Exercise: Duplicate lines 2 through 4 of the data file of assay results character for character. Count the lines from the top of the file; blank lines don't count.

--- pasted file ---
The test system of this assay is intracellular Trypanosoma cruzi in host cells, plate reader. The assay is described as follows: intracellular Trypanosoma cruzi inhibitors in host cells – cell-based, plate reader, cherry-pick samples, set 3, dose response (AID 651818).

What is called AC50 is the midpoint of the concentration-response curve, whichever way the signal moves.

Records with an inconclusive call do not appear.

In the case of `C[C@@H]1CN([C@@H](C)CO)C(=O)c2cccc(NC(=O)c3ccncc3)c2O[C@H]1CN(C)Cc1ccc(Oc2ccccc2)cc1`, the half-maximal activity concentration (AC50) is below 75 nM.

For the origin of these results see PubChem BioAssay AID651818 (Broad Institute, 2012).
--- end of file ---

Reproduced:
What is called AC50 is the midpoint of the concentration-response curve, whichever way the signal moves.

Records with an inconclusive call do not appear.

In the case of `C[C@@H]1CN([C@@H](C)CO)C(=O)c2cccc(NC(=O)c3ccncc3)c2O[C@H]1CN(C)Cc1ccc(Oc2ccccc2)cc1`, the half-maximal activity concentration (AC50) is below 75 nM.